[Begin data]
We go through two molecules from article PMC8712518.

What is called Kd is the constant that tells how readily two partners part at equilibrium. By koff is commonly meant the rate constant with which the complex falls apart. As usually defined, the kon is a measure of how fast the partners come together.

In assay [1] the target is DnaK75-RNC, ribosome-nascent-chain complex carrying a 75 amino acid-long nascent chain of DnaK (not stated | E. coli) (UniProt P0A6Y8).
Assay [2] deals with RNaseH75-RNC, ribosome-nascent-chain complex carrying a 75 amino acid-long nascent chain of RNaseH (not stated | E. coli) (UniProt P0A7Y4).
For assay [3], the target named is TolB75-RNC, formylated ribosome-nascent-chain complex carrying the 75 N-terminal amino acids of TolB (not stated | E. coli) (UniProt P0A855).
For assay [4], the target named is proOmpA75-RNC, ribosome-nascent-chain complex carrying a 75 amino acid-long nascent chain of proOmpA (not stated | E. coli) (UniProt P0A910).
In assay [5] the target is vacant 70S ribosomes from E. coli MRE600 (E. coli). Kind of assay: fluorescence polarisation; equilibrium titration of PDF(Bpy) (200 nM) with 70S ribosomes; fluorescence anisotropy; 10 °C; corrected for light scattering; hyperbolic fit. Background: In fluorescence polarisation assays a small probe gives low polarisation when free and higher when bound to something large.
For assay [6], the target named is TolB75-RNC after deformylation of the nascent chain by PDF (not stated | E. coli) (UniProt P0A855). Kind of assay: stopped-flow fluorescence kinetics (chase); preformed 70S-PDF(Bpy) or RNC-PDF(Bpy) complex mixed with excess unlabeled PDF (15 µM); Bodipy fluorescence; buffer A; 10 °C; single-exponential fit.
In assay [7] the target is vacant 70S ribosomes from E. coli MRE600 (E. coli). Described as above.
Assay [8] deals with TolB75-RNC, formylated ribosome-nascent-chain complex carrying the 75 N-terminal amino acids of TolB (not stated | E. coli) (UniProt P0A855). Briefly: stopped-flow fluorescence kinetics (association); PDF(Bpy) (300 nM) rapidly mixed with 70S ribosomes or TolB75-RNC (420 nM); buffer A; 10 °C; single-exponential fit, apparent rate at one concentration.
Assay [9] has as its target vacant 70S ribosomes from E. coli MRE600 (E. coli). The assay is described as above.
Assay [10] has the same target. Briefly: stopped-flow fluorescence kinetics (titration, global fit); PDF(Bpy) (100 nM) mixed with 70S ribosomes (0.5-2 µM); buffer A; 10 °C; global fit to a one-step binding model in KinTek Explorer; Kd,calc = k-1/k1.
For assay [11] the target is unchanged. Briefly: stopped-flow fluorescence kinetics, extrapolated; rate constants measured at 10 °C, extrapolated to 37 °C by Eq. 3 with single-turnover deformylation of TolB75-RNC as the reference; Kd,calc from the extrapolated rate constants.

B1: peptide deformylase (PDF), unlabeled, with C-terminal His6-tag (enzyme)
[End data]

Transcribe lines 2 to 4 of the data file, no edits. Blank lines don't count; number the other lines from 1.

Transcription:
What is called Kd is the constant that tells how readily two partners part at equilibrium. By koff is commonly meant the rate constant with which the complex falls apart. As usually defined, the kon is a measure of how fast the partners come together.

In assay [1] the target is DnaK75-RNC, ribosome-nascent-chain complex carrying a 75 amino acid-long nascent chain of DnaK (not stated | E. coli) (UniProt P0A6Y8).
Assay [2] deals with RNaseH75-RNC, ribosome-nascent-chain complex carrying a 75 amino acid-long nascent chain of RNaseH (not stated | E. coli) (UniProt P0A7Y4).